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Mid-Morning Sonic Boom Startles Upper Valley Residents

Did you hear it?

An extremely loud noise that was heard from Norwich to Vershire — and perhaps beyond — shortly before 11 yesterday morning may have been a sonic boom, according to an official from the Lebanon Municipal Airport air traffic control tower.

Air Traffic Manager Braxton Freeman said he couldn’t say for sure whether the noise was indeed a sonic boom, the loud noise produced by the shock wave from an aircraft traveling faster than the speed of sound, or about 750 mph at sea level, according to an Air Force fact sheet.

But after he received an inquiry from the Hanover police dispatch and a curious resident, he put in a call to the Federal Aviation Administration traffic agency in Boston.

“They informed me that there were some F-15s working in the military operating area,” he said, “and they could have produced the sonic boom sound, but they can’t be positive.”

The Massachusetts National Guard announced last month that it would conduct F-15 training sessions in Vermont and New Hampshire in the coming weeks.

Police at the Hanover dispatch, which takes calls for 23 towns including Norwich , reported receiving about 15 calls related to the sound.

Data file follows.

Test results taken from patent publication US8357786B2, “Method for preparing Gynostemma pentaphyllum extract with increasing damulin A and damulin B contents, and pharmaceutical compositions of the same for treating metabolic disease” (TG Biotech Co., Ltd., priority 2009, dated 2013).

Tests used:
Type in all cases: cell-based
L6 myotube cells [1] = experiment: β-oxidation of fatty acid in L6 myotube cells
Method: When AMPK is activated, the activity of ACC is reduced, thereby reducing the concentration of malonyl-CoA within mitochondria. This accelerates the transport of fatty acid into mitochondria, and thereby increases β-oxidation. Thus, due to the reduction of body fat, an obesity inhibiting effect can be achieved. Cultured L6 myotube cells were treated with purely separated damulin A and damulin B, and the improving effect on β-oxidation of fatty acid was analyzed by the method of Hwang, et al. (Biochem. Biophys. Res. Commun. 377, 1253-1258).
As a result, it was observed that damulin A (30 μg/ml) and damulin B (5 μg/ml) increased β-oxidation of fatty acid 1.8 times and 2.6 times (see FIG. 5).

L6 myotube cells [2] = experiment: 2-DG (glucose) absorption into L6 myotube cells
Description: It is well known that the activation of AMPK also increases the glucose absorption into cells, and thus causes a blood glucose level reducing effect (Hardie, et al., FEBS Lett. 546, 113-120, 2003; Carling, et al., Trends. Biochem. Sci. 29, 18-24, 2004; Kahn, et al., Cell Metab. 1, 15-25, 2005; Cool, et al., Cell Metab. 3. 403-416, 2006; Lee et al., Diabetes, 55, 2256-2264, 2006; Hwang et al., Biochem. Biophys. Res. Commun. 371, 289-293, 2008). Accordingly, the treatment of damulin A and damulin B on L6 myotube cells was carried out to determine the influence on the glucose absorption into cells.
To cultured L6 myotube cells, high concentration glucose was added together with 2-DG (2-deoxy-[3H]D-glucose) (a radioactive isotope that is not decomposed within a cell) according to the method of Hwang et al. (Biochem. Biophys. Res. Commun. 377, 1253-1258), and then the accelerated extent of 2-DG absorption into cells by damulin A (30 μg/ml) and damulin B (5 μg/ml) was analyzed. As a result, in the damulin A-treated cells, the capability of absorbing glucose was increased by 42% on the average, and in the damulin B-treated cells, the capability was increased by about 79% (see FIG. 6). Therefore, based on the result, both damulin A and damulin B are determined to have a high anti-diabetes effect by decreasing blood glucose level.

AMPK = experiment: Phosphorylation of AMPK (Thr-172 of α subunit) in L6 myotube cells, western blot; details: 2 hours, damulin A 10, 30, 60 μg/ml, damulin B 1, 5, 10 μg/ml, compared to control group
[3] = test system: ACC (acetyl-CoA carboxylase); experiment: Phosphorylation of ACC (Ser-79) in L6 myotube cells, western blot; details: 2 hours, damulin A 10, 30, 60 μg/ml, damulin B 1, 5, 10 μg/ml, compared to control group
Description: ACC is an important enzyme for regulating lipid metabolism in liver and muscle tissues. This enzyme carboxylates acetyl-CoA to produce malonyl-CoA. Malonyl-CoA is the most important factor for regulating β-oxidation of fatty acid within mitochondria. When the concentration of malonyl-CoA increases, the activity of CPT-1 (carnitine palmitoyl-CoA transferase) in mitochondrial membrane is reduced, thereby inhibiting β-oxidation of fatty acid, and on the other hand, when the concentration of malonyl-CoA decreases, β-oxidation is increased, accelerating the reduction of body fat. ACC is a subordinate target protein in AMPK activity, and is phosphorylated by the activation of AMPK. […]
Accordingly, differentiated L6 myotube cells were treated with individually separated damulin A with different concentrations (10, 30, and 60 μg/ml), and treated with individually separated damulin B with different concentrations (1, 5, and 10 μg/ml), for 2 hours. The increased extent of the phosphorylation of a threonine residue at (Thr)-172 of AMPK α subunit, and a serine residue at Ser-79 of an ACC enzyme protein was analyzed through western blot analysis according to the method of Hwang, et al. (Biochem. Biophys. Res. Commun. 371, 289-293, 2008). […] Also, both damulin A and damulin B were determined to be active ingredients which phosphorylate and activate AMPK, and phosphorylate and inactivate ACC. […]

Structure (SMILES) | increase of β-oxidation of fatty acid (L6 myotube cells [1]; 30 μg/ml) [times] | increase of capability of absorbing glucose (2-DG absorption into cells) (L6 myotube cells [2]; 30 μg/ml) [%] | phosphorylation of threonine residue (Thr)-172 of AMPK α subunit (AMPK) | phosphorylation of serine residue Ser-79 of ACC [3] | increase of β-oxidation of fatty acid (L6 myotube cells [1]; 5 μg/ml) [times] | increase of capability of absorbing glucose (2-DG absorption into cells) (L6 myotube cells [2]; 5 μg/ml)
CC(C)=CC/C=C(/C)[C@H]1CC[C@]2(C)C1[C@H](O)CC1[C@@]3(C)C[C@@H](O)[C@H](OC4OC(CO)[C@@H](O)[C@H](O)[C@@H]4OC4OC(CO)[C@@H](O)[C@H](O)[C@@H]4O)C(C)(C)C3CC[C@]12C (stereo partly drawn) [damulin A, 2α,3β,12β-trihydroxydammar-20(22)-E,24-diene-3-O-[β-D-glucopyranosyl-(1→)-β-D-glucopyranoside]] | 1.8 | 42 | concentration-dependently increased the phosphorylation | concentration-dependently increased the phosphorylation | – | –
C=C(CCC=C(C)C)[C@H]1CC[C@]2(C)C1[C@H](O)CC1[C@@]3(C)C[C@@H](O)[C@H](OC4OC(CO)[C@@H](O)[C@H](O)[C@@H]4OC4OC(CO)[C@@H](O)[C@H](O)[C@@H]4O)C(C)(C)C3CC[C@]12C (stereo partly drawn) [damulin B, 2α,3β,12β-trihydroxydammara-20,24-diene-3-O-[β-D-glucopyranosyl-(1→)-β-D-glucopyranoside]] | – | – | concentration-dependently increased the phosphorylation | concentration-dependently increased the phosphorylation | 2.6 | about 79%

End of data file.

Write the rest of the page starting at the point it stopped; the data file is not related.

Residents in Norwich, Thetford and Vershire reported the sound to the Valley News, which was heard around 10:48 a.m.

Another person, Fairlee Selectboard Chairwoman Mary Daly, was in her Fairlee home talking on the telephone to a Valley News reporter when she heard the loud noise, stopping mid-conversation to exclaim she heard a “boom” outside.

Around that time, Norwich resident Jonathan Frishtick was also talking on the telephone at his house when he heard the “shuddering noise.” He went downstairs to check his oil burner, gas line and water heater (they were fine), went outside to see if the snow on his roof had unloaded (it hadn’t), and then checked the U.S. Geological Survey website to see if there were reports of an earthquake (there weren’t).

After calling the Norwich Police Department non-emergency line and learning police there had heard the noise but were befuddled, as well, he emailed a friend who’s a geologist who suggested it may have been a sonic boom.

“I was inside and I didn’t even think of a sonic boom, I thought more of some kind of impact, like a huge tree falling in the backyard, or some sort of impact,” he said. “That’s why I thought it was like a short duration earthquake, but ... I think it came in two parts. It wasn’t one rumble.”